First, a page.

Evidence-led GM crop regulation could help the UK lead on global food security and climate change, according to the Royal Society.
The UK needs an evidence-led and proportionate regulatory approach for GM crops to realise the technology’s benefits for agriculture, a new policy briefing says,
The Royal Society paper, published today (24 October), sets out recent developments in using the GM method for crop improvement.
This has seen the technology used in a growing number of countries to enhance resistance to pests and diseases, improve nutrition and elevate tolerance to heat and drought.
Genetic modification, for the purposes of UK crop regulation, involves moving genes between species and is regulated differently to other breeding technologies which make genetic changes within a species.
The paper says the UK’s leading plant scientists and expertise in commercial crop breeding mean it is 'well placed' to deliver the benefits of deploying this technology.
Discoveries made by UK scientists have already been commercialised in other countries, but not in the UK.
The Royal Society says a more supportive regulatory approach in the UK would boost innovation and result in new applications of GM methods that benefit the public and food security.
Earlier this year, the UK government sought to reduce regulatory barriers to genetic innovation for agriculture by passing the Genetic Technology (Precision Breeding) Act, which introduced a new framework in England for regulating crops that were gene edited.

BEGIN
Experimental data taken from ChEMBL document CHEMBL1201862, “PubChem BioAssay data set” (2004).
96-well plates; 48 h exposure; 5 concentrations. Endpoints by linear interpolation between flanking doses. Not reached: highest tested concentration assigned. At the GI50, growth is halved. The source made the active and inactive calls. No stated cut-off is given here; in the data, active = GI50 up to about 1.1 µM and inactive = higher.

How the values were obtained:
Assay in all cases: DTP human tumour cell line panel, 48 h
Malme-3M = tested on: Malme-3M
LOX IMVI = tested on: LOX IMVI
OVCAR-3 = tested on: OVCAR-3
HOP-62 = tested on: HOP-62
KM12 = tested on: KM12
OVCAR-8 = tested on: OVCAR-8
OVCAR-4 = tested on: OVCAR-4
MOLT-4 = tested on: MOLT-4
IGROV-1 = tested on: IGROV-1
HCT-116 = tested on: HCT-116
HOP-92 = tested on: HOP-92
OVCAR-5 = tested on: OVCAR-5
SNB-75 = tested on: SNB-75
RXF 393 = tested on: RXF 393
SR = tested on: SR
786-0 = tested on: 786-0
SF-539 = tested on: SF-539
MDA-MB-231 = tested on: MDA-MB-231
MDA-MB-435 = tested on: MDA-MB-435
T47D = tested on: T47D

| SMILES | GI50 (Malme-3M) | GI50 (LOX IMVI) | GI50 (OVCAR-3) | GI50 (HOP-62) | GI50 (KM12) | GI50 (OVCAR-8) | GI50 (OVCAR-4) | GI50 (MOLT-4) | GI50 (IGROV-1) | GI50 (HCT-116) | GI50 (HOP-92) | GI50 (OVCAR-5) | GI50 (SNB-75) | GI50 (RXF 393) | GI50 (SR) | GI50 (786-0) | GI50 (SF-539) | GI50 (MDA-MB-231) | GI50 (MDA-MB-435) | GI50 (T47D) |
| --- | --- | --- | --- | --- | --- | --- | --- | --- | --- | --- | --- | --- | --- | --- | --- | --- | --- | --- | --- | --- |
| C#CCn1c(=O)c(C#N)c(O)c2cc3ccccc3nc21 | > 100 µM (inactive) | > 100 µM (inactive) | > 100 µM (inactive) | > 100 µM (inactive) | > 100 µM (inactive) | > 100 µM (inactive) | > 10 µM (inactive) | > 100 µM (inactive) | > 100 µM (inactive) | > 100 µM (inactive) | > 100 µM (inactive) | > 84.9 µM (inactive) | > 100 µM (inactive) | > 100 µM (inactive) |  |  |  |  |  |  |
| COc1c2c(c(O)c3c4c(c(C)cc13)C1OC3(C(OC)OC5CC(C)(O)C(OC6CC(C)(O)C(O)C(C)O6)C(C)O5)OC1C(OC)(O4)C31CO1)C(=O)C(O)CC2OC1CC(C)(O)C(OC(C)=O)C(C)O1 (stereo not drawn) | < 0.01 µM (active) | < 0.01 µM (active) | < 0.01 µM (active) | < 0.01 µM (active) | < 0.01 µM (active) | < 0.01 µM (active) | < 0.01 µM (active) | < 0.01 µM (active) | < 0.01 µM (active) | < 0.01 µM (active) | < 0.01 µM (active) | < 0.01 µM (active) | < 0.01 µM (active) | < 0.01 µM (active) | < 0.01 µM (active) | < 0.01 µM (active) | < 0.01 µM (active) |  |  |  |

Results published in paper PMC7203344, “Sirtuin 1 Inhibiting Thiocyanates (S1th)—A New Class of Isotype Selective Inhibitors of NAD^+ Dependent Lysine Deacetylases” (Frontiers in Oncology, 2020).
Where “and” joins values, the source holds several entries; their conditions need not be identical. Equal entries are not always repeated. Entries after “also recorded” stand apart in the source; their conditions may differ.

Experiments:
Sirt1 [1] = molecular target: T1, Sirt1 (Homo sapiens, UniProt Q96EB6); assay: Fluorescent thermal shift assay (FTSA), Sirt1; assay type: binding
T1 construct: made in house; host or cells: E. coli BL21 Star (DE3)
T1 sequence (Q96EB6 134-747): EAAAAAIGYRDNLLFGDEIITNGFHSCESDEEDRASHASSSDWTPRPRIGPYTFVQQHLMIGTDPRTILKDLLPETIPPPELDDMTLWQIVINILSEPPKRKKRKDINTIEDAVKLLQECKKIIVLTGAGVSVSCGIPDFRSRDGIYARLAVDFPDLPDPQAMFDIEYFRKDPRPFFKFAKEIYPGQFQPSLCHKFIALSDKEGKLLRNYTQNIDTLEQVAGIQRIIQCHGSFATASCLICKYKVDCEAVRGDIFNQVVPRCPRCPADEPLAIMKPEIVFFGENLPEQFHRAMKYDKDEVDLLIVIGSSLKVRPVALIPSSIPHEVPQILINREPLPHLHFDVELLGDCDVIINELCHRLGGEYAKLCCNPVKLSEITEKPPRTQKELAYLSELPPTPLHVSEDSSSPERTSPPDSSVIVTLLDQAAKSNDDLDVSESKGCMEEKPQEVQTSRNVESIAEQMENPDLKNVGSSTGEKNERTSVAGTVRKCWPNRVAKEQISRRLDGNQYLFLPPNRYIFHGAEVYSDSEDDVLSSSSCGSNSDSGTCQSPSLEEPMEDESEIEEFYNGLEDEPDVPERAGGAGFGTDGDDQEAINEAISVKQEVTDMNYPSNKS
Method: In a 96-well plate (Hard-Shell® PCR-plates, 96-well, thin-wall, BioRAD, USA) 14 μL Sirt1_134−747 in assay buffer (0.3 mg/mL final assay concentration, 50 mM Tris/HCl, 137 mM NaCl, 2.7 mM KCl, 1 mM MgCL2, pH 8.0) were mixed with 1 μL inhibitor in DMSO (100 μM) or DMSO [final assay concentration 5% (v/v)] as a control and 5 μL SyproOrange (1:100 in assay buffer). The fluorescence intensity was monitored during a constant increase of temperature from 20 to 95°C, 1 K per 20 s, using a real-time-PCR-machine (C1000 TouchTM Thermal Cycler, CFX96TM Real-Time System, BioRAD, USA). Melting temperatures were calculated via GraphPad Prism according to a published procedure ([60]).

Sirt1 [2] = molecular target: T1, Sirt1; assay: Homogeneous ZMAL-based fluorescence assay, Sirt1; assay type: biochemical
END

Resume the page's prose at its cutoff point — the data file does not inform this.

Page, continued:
However, the Act left GM crops under a regulatory regime inherited from the EU which has usually required extensive scientific and safety trials.
Satisfying these requirements is so expensive that only the largest companies can achieve regulatory approval, according to the paper.
The Royal Society argues this approach is no longer justified given the evidence from 30 years of commercial use that crops developed with GM methods are no more likely to pose unpredictable risks than crops resulting from other breeding technologies.
Instead, regulation should focus on assessing scientifically plausible risks given what is known about the GM trait and the species it was introduced into.
In adopting this approach, the UK can learn from other regulators that have greater experience with GM technology, such as the US, the paper says.
“We need to feed people properly without destroying the planet,” said Professor Jones, whose research spans a range of GM applications.
“Manufacturing and spraying fertilisers and pesticides results in a significant carbon footprint and collateral damage to non-target insects and the wider ecosystem.
“The lesson from countries that have used this technology for 30 years is that its potential risks can be regulated on the basis that they are predictable and specific to the change being made.”